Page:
BP will ditch its near 20 per cent stake in Kremlin-backed energy giant Rosneft, following Russia’s invasion of Ukraine.
Both chief executive Bernard Looney and predecessor Bob Dudley will also resign from their positions on Rosneft’s board.
The UK-based gas giant has been under intense pressure to divest from Rosneft over recent days – with Looney holding a phone call with business secretary Kwasi Kwarteng amid growing Downing Street unease at the partnership between both companies.
The company has held a highly lucrative 19.75 per cent shareholding in Rosneft since 2013 – and has operated within Russia for 30 years.
By divesting, BP will conclude its business in the country, and sever financial ties with Rosneft.
This means it will stop taking a dividend in the company, which accounts for around half of BP’s oil and gas reserves and a third of its production.
The choice is highly costly, with BP anticipating a $25bn hit from the decision, which will be factored in at the end of the first quarter – when it is reported in May.
While Looney has previously argued BP prefers to “stick to business”, he said the Kremlin’s instigation of conflict in Ukraine has caused the company to “fundamentally rethink BP’s position with Rosneft.”
BP chair Helge Lund condemned the invasion as an “act of aggression.”
He explained: “It has led the BP board to conclude, after a thorough process, that our involvement with Rosneft, a state-owned enterprise, simply cannot continue. “
City A.M. understands that BP is considering all options when it comes to offloading its stake.
Kwarteng said on Twitter that he welcomed the decision and called Russia’s actions a “wake up call” for British businesses.
Russ Mould, senior investment analyst at AJ Bell told City A.M. the decision was unsurprising and reflects BP’s business savvy.
He said: “The government couldn’t force them to sell, but considering how Looney’s team has its antenna attuned to the ‘E’ in ESG, it’s not a surprise they can deal with S and G concerns too. This fits in very much with what they are trying to achieve.”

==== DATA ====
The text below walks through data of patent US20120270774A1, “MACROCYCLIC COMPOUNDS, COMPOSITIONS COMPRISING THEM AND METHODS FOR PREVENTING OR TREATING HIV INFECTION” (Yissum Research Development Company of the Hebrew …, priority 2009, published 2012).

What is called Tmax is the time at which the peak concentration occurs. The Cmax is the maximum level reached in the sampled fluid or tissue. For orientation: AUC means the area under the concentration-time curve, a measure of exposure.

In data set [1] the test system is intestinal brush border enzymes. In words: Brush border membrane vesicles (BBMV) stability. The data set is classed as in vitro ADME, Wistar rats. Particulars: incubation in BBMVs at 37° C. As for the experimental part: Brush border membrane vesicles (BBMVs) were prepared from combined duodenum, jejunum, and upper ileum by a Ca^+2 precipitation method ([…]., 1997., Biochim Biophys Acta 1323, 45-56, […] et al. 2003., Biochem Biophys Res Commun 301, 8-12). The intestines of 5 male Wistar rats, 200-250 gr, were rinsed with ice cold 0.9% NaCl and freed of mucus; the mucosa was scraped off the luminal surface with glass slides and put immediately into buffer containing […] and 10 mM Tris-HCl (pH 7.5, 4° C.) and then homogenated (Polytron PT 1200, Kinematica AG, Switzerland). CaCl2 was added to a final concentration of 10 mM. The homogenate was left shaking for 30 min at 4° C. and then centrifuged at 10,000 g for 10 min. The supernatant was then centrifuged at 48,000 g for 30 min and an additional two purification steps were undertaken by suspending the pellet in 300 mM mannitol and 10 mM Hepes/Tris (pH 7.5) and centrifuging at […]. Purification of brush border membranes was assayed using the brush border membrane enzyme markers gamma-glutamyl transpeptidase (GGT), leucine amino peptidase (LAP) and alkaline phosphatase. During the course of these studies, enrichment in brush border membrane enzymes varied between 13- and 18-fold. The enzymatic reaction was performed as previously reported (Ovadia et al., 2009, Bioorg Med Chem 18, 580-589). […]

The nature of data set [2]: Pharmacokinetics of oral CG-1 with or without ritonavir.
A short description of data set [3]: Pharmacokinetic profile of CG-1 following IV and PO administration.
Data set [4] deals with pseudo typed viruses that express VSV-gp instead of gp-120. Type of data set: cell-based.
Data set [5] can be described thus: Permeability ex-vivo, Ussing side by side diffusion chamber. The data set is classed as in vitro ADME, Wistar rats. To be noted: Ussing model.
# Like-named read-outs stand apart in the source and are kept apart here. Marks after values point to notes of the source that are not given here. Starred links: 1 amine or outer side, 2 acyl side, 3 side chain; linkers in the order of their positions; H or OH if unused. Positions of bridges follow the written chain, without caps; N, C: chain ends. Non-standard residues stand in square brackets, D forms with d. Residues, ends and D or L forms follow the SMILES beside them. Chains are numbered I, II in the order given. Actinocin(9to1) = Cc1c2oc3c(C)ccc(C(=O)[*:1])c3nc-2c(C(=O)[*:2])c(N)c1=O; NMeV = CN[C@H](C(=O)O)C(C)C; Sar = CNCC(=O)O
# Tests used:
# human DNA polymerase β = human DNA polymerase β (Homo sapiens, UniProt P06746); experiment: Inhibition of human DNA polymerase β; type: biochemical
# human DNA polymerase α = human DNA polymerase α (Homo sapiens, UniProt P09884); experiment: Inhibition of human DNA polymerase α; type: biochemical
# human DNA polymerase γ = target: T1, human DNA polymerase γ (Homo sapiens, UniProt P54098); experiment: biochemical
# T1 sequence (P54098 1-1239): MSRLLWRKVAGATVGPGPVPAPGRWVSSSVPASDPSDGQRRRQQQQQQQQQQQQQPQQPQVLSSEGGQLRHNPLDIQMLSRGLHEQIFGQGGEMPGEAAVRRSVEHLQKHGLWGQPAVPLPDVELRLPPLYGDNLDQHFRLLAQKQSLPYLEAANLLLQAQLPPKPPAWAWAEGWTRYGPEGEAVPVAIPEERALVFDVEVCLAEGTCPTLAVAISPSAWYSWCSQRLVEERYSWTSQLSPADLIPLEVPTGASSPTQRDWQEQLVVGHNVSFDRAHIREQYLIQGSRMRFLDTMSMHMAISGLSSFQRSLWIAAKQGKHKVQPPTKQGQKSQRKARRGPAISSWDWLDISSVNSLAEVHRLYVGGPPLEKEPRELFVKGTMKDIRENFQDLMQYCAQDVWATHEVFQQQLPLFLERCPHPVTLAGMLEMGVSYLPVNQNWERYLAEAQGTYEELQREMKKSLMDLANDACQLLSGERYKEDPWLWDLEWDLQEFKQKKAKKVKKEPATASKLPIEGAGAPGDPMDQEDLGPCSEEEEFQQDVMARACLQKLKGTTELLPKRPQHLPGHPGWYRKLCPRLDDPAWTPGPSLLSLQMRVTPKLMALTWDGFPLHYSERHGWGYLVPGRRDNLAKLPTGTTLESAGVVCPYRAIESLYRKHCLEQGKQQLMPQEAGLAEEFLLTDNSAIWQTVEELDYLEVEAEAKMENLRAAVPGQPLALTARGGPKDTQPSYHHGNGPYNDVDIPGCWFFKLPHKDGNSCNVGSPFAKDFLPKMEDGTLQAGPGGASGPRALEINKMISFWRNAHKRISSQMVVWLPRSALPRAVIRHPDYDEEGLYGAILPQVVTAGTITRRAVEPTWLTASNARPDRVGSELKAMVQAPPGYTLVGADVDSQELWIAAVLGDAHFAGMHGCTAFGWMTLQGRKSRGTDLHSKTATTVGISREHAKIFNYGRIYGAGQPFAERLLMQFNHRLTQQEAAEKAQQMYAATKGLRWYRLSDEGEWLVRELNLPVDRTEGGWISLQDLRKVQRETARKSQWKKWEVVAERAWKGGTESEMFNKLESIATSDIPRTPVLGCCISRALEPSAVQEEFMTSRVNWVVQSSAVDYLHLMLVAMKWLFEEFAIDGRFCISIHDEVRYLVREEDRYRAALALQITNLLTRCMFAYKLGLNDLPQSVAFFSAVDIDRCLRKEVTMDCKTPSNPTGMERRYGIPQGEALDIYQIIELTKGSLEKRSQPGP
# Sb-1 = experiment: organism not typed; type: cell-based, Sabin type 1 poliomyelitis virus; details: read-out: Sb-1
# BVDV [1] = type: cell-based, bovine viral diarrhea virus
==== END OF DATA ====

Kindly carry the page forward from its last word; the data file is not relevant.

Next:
Commenting on the potential losses from the decision and shareholder response, he added: “It is possible shareholders will be prepared to accept the loss as a matter of principle. The question is who are they going to sell to? And at what price?”
Hargreaves Lansdown’s senior investment analyst Susannah Street said: “It marks a huge shift in position for Looney who just two weeks ago indicated that the Rosneft slice remained a core part of BP’s operations, and shows the extent to which corporate Britain is now under pressure to make very stark choices faced with the sharply escalating situation.”
BP recently unveiled a bumper profits and billions of dollars worth of shareholder buybacks and hefty green investment into the UK – with Rosneft contributing to the group’s stellar performance amid easing pandemic conditions.
However, politicians are increasingly putting on pressure on businesses and people to sever any potential ties with Russia.
Alongside the pressure on BP, Defence Secretary Ben Wallace has called for Lord Barker to exit his role with Anglo-Russian green energy and mining group En+ Group (EN).
The company was sanctioned by the US in 2018, and still includes Russian oligarch Oleg Deripaska as its largest shareholder, even if he has been largely frozen out over the past three years.
When approached for comment, an En+ spokesperson said: “En+ is the leading international producer of low carbon aluminium with operations and employees throughout the world. We employ several thousand people in Ukraine and the group’s senior leadership is currently doing all it can to help keep them and their families safe and protect their livelihoods.”
Deripaska has also called for peace talks in Ukraine, but stopped short of criticising the Russian government for invading the country.